Brimstone

Brimstone

Frances Boyle

He smoulders over perfidy and putrefaction. My brother,
back from saving the world. He witnessed children
made to work like slaves in emerald mines in Brazil,
forests stripped and water polluted, while hired thugs
‘keep peace’ for multinationals. Poison, he tells me,
gets papered over with silky PR, policies and promises.
Soldier of no fortune, he calls himself, bringing his fervent
crusader gaze to my small orbit of life and compromise.

We were raised country, with church on Sundays
but I haven’t been for years. The old stories seemed
suspect when it came to women: Eve’s bad rap;
and how about Lot’s wife? Turned to salt, but all she did
was look back to check on friends, a home she cherished,
the hearth she had kindled to a household. All left instead
when angels took her by the hand, to a rain of burning sulphur.

So, it’s his talk of hellfire and brimstone that shocks me
more than his bearded pallor, the weary approximation
of the easy ways we used to have. The new processing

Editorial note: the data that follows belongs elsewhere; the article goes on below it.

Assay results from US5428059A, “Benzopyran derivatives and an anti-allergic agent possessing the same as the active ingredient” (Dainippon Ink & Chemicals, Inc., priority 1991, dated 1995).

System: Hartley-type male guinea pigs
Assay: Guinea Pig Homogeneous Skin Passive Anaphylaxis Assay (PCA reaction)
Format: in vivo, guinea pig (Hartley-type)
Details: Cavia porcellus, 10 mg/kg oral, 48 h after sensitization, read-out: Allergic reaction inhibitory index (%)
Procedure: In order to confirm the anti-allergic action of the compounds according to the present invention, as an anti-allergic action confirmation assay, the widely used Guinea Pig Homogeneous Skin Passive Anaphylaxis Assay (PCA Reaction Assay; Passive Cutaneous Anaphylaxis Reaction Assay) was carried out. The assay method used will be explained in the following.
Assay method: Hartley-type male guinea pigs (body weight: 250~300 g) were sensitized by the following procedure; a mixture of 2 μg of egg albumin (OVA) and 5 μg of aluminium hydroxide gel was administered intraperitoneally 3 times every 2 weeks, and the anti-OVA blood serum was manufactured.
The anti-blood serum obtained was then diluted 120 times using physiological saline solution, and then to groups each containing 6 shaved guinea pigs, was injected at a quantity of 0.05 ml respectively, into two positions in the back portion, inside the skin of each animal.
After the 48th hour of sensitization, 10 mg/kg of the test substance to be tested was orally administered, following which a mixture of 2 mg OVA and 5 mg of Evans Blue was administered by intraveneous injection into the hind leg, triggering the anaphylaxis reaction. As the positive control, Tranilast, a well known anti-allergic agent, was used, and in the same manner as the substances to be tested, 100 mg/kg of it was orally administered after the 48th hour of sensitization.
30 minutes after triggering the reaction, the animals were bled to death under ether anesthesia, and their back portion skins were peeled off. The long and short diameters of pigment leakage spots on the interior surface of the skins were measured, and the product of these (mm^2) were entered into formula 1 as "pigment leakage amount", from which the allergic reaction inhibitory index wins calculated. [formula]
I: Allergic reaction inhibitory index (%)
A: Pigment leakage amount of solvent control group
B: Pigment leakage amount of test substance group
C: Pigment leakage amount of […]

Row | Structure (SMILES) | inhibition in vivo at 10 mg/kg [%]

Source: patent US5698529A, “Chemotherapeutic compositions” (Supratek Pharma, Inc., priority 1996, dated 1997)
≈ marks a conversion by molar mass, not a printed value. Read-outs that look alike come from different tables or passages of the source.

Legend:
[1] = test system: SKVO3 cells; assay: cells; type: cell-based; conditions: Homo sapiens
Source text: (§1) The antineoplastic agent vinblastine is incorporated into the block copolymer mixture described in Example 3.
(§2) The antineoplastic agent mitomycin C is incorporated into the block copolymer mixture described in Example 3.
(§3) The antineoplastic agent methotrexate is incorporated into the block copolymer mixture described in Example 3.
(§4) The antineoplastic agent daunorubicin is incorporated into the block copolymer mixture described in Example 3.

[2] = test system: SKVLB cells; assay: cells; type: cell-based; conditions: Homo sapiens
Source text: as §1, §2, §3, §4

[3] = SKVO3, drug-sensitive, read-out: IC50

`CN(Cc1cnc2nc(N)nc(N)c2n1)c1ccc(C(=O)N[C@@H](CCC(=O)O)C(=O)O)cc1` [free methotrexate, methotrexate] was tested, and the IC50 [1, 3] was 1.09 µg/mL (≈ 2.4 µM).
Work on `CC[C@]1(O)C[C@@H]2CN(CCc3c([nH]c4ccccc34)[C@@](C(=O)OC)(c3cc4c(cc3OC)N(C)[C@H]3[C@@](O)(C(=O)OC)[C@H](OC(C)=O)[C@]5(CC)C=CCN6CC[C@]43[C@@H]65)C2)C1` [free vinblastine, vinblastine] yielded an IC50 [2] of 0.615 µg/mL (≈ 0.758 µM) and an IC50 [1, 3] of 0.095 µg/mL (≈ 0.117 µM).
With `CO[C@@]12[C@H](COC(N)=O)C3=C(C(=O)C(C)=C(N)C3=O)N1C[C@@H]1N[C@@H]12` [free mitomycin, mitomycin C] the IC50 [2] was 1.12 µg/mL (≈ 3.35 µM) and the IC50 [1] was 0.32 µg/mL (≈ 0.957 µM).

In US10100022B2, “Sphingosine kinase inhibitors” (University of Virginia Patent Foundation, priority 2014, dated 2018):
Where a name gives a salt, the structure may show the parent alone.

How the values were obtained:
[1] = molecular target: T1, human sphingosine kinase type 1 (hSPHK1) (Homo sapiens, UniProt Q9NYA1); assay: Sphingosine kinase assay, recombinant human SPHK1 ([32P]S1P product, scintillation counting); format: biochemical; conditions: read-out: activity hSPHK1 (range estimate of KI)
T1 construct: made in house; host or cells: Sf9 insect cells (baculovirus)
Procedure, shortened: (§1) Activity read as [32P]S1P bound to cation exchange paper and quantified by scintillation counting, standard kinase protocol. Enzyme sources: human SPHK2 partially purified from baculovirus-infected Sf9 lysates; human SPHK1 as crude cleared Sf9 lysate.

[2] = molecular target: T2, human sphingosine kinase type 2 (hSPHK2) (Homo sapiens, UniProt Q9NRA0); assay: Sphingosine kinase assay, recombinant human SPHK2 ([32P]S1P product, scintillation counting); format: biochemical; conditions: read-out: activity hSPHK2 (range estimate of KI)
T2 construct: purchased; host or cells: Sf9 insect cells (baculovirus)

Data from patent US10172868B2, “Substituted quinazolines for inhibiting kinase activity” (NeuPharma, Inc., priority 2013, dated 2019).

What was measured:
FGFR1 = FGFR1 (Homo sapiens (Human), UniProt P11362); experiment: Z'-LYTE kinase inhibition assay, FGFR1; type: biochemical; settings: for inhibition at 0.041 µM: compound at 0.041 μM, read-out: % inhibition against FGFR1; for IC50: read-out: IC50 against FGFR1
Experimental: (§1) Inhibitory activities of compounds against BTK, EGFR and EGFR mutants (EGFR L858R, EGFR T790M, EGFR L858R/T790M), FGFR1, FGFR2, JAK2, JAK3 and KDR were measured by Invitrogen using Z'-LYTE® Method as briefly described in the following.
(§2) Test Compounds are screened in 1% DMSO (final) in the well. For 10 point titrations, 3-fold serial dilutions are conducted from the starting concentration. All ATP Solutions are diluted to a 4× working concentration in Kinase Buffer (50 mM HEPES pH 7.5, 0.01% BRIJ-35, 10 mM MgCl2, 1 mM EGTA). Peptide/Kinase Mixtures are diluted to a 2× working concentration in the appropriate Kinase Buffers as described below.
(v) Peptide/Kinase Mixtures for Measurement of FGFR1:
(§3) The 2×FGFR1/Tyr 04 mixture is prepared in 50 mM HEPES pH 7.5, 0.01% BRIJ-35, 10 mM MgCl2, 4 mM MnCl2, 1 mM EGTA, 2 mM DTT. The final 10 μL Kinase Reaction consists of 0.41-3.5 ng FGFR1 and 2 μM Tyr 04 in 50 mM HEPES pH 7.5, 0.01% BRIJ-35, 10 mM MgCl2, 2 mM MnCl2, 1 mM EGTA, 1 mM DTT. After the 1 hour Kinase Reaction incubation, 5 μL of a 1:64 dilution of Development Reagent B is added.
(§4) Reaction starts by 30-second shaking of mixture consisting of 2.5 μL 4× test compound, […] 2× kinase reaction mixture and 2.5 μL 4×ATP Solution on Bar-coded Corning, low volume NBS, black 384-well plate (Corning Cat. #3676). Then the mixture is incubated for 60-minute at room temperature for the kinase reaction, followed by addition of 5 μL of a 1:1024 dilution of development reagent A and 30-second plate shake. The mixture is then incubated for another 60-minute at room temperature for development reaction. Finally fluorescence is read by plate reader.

plant down the road he calls a boil on the county’s ass,
a festering furuncle. Hyperbole to make me smile,
but his eyes are animate with righteous blaze.

He wants to cut losses, says the township’s in ruination,
like the planet. Little worth in our old home, just four walls,
gnarled fruit trees and fields gone fallow in nursing home years.
I see green on the farm pond brilliant as gemstones, while he
sniffs the fetid stench of scum, another scourge on the land.

I’m the one who’s taking the house in hand. I sweep
and scrub, wash walls and light fixtures, haul junk
to the dump by the truckload. I walk the orchard, ponder
how I might prune the topiary tangle of his intensity,
snip it back to the shape of the brother I knew. This farm
is our legacy. I can’t hover at an auction, watch alone
as our parents’ treasures sell. I guess I’m becoming
sentimental; I need us both to take just one look back.

Frances Boyle

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